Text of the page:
children's clothing · kids clothing · sewing · tween

Mountain Ash Designs two-piece

Before we went to Cairns Clare decided that she needed new bathers.  She wanted a two-piece, but one that would be practical.  We searched the stash, then searched online.  We found the Mountain Ash Designs Swimwear Separates #1 pattern.

Mountain Ash Designs Swimwear Separates in nylon/lycra from Rathdowne Fabrics

The pattern description from the website is as follows: Make your own tankinis and bikinis using this pdf sewing pattern with options for a crop top or singlet top and briefs for swimming. Garments are designed to be made from stretch fabric and can be sewn using an overlocker/ serger or a zigzag stitch on your sewing machine. Pattern will fit girls in sizes 2-14 years.

Mountain Ash Designs Swimwear Separates in nylon/lycra from Rathdowne Fabrics

I have already forgotten what sizes we sewed for Clare, but we pretty much looked at the sizing chart and went by that. It was possibly a 12 for the pants and a 10 for the crop top. The fabric is a swimwear nylon/lycra remnant from Rathdowne Fabrics, and the lining probably came from there as well. I fully lined both the bottoms and the top by cutting the pattern pieces from the lining as well then laying the two together after sewing side seams. Edges were finished with neon orange fold over elastic that was in my stash.

Mountain Ash Designs Swimwear Separates in nylon/lycra from Rathdowne Fabrics

The straps were criss-crossed at the back, tried on and pinned in place before sewing to ensure that they were the right length. As I had just enough leftover fabric, I also made another wrap bikini top to coordinate.  Unfortunately I don’t have a photo of that one yet! It’s based on the Madalynne Sierra bra, modified to work in swimwear lycra.

Mountain Ash Designs Swimwear Separates in nylon/lycra from Rathdowne Fabrics

Bathers are surprisingly satisfying to sew.  I think that these were done entirely on the sewing machine, with a straight stitch to join the side seams and a zig-zag stitch to attach the fold over elastic.  You get better at how much tension to put on the elastic the more that you do it.  You can’t see it clearly in the photos, but this fun fabric has a glittery overprint.  There are terrific bathers fabrics around, especially at shops like Rathdowne Fabrics.  I find that no matter what I do, bathers really only last a year, so I’m glad that I enjoy sewing them!  I’m amassing a rather nice stash of women’s bathers patterns to sew as Clare and Stella get older.

children's clothing · kids clothing · sewing · tween

yet another circle skirt

Clare's circle skirt in textured knit from Rathdowne Fabrics

It’s a skirt. It’s a circle. It has an elastic waist. And the hem was left raw.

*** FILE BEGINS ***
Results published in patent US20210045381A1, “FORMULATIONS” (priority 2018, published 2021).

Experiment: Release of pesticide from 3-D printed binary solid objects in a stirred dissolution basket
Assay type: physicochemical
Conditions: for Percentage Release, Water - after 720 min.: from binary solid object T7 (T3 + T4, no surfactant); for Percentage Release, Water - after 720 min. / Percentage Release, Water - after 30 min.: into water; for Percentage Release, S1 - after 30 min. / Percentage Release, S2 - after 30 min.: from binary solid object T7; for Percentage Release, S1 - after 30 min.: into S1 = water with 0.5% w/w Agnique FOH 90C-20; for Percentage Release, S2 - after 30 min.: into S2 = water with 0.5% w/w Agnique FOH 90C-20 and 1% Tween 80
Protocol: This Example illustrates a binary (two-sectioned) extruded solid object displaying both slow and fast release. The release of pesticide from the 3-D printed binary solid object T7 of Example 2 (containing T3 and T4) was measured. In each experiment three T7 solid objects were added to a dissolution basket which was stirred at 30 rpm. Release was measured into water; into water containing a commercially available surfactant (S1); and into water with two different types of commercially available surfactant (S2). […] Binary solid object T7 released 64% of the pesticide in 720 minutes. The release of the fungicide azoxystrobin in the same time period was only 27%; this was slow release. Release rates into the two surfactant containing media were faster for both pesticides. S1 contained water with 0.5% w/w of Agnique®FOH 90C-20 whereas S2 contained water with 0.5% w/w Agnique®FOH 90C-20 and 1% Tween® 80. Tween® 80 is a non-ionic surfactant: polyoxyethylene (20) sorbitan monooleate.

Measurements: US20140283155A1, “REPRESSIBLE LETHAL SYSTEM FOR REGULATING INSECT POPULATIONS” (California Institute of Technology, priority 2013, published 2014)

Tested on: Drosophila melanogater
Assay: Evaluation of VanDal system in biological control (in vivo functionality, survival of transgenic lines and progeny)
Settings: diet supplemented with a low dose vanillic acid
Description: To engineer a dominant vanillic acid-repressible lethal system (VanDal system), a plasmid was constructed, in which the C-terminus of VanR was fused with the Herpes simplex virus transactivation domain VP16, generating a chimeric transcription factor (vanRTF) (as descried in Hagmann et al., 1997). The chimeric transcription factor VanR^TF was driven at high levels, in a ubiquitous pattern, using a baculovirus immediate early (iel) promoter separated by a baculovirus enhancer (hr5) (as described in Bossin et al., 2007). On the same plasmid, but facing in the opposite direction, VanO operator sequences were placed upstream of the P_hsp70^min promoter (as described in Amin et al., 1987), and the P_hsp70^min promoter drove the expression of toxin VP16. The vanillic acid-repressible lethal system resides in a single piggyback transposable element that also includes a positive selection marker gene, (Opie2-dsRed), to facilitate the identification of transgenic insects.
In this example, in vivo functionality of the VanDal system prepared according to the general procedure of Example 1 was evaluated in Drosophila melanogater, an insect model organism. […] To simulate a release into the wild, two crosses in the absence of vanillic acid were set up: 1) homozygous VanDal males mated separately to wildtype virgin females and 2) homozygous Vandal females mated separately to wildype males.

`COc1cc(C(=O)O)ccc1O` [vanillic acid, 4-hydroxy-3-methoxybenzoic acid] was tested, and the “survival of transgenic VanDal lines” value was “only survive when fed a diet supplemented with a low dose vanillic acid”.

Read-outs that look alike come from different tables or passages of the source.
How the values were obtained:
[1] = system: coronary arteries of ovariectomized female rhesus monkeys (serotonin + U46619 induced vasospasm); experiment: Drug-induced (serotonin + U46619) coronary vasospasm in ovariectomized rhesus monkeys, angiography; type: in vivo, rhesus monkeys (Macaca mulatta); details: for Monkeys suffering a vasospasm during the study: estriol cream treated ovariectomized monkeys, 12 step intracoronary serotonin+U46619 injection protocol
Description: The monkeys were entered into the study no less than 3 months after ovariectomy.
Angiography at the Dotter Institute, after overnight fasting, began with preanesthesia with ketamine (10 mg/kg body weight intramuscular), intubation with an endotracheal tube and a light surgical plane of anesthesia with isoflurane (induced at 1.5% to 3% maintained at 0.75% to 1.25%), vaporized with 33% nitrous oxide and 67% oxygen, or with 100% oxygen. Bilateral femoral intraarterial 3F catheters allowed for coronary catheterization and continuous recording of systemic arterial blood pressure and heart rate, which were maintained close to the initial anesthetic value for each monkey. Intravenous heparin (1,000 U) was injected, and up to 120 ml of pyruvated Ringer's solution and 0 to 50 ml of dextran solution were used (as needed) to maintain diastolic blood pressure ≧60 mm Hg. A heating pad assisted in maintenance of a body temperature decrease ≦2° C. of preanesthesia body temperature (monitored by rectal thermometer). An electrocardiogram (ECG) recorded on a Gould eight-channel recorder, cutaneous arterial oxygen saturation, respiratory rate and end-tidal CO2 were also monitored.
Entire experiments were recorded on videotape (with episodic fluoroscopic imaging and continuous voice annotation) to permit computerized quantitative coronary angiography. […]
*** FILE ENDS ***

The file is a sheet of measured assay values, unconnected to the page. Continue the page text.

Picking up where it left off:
Clare's circle skirt in textured knit from Rathdowne Fabrics

The fabric is a textured knit from Rathdowne Fabrics, and the waistband wide black elastic from Darn Cheap Fabrics. I cut the elastic to her waist measurement, and sewed the ends into a circle. The skirt was “drafted” using one of the online circle skirt calculators that is available online, using Clare’s waist measurement and the desired length. It is a full circle, and fitted onto the fabric without the need for any seams – so I essentially cut out a donut shape.

Clare's circle skirt in textured knit from Rathdowne Fabrics

And yes, it twirls! Even thirteen year old girls like a twirl.

Clare's circle skirt in textured knit from Rathdowne Fabrics

I simply zig-zagged the skirt to the elastic waistband after quarter marking both. So simple. As it turns out, Clare is wearing it with the waistband turned over once to shorten it a little. Just like she does with the winter school uniform skirt….

Clare's circle skirt in textured knit from Rathdowne Fabrics

So, if you’re looking for some tween/teen sewing for a girl that likes skirts, don’t forget the simple circle skirt, especially in a knit with an elastic waistband. Just choose a fabric that they like, and it will be a winner!

Clare's circle skirt in textured knit from Rathdowne Fabrics

children's clothing · kids clothing · sewing · tween

Vintage Simplicity 6494 and another Groove top

More sewing for the thirteen year old!  I find that vintage patterns can work well for Clare. The girls patterns have a decent size range – often up to a 16 – and sometimes you can find “Juniors” patterns that were designed especially for changing bodies.  However, this skirt is a straightforward Girls size 10.

Vintage Simplicity 6494 copyright 1975 skirt with Made It Patterns Groove dress shortened to a top

I have mentioned before that after years and years of wearing skirts and pants down low on her hips, Clare now wants to wear things at her natural waist. This means that she is re-examining her tops as well in order to find things that work better with her bottoms. She rather liked the Groove dress as top that I had already made, so I sewed her another.

Vintage Simplicity 6494 copyright 1975 skirt with Made It Patterns Groove dress shortened to a top

This time I cut the top slightly longer – only an inch or so. The striped fabric is from Clear It and has two sides, one with wide stripes and one with narrower. We decided to use the narrower stripe as the “right side” for the sleeves and the neckband.